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Piper Seneca II vs Cessna 310



 
 
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  #1  
Old August 13th 05, 01:54 PM
John Doe
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Default Piper Seneca II vs Cessna 310

Anyone have any good insights on the pros/cons of the Seneca vs the 310?
I've seen several for sale in about the same price range.

Thanks.



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  #2  
Old August 13th 05, 10:32 PM
Darrel Toepfer
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John Doe wrote:

Anyone have any good insights on the pros/cons of the Seneca vs the 310?
I've seen several for sale in about the same price range.


Check into the spar issues with the Cessna 3xx (not 377 which has its
own issues), 4xx line, and its off and on and off again SB/AD that can
potentially doom the fleets value...
  #3  
Old August 14th 05, 12:34 AM
Jim N.
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Seneca goes a lot slower (smaller engines). Also, you should take a look at
insurance costs if you are low or no-time multiengine.

If you're looking for a solid plane that holds six pax and luggage and also
goes fast and far, a B-200 King Air or a Citation X should be about right.


  #4  
Old August 14th 05, 06:03 AM
Montblack
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("Darrel Toepfer" wrote)
Check into the spar issues with the Cessna 3xx (not 377 which has its own
issues), 4xx line, and its off and on and off again SB/AD that can
potentially doom the fleets value...



AvWeb had it maybe a month ago. Found it ...

http://www.avweb.com/newswire/11_25a/briefs/190002-1.html

June 20, 2005
FAA Issues Final Cessna Wing Spar ADs

By Mary Grady
Newswriter, Editor

After much back and forth between the FAA and owners of affected Cessna
twins, two final Airworthiness Directives about wing spars were issued last
week. The final ADs require a spar-strap modification, but allow most owners
up to 800 flight hours to comply -- that's four to eight years of flying for
most owner-operators. The modification then is good for another 5,500 to
12,000 hours, with no further inspections required. The initial cost to
comply is still high -- aviation columnist Mike Busch told AVweb he
estimates it will cost $40,000 to $60,000 per airplane, and up to two months
of downtime. However, he said, the market value of Cessna 300/400 twins
should start increasing now that the AD is on the streets. "It has long been
my feeling that the uncertainty of the impending rulemaking was depressing
the market more than the certainty of a known AD," Busch said. "Furthermore,
the spar-strap mod will instantly increase the market value of the aircraft
by very nearly 100 percent of the cost of the modification, so the
modification cost will largely be recaptured if and when the aircraft is
sold."

  #5  
Old August 14th 05, 12:29 PM
John Doe
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Yea, that's what I'm trying to explain to the wife.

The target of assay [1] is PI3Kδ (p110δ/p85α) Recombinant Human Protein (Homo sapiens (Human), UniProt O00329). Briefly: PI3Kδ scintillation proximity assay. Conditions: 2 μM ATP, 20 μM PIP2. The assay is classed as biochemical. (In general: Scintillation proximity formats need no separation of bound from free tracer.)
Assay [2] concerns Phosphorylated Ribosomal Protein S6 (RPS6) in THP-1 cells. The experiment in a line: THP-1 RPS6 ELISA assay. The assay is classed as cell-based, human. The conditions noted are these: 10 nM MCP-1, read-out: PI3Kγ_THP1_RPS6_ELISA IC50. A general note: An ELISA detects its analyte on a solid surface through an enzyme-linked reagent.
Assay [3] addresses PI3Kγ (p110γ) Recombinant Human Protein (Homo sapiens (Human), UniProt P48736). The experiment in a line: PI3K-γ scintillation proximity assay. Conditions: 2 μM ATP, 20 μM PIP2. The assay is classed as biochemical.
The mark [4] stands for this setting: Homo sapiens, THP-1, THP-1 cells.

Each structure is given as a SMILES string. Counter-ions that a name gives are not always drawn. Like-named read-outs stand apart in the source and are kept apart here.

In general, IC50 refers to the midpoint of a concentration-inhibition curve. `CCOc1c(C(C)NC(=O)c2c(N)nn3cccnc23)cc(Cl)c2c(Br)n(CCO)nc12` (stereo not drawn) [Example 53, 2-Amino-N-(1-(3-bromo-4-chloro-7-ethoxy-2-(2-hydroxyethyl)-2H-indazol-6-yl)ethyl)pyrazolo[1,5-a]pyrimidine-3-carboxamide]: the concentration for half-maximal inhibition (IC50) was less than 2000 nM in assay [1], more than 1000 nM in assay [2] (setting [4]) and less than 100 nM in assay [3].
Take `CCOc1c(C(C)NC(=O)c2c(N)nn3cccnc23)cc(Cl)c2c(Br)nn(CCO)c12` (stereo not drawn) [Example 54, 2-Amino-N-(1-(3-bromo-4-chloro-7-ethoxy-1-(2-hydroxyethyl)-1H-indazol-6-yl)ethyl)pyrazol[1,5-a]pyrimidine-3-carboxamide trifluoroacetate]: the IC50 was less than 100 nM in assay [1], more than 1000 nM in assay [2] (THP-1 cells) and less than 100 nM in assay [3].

How about a B60 Duke?


"Jim N." wrote in message
...
Seneca goes a lot slower (smaller engines). Also, you should take a look
at insurance costs if you are low or no-time multiengine.

If you're looking for a solid plane that holds six pax and luggage and
also goes fast and far, a B-200 King Air or a Citation X should be about
right.



  #6  
Old August 14th 05, 01:28 PM
Viperdoc
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There's a big difference between a used Seneca and a Citation. If you can
afford it, buy the Citation along with the training and pilots to fly you
around.

A Duke still won't carry six pax and much luggage very far, and the engines
are pretty rare (I've been contemplating them versus a 340 or 414 myself).
Figure over 100K for two engines when it comes time for overhaul.


  #7  
Old August 14th 05, 05:26 PM
Nathan Young
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On Sat, 13 Aug 2005 23:34:54 GMT, "Jim N."
wrote:

Seneca goes a lot slower (smaller engines). Also, you should take a look at
insurance costs if you are low or no-time multiengine.

If you're looking for a solid plane that holds six pax and luggage and also
goes fast and far, a B-200 King Air or a Citation X should be about right.


Seneca II should be more affordable to insure than a 310.

If you are able to fly high the Seneca II (which is turbo'd) is
probably not that much slower than a non-turbo 310.

There are a few 310s on my field, and the early models do not have
much baggage room behind the 5/6th seats. They also do not have a
nose baggage section.

The Seneca does have space behind the 5th/6th seats, and a nose
locker.

-Nathan

  #8  
Old August 14th 05, 09:56 PM
Clay
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Landing gear is much better in the Seneca II
Seneca II is easier for the passengers to enter (club seating)
Seneca II will give you a good honest 165 knots and burn a total of 21
to 23 GPH.
Seneca II has counter rotating propellers.
Seneca II has a user friendly fuel system compared to a C-310.

  #9  
Old August 17th 05, 12:39 AM
Robert M. Gary
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The C310 dumps its exhaust over the back of the wing resulting in a
wing that always looks dirty. Just my $.02 from my very small amount of
C310 time.

-Robert

  #10  
Old August 19th 05, 01:33 PM
OtisWinslow
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My choice would be the Seneca.



"John Doe" wrote in message
nk.net...
Anyone have any good insights on the pros/cons of the Seneca vs the 310?
I've seen several for sale in about the same price range.

Thanks.





 




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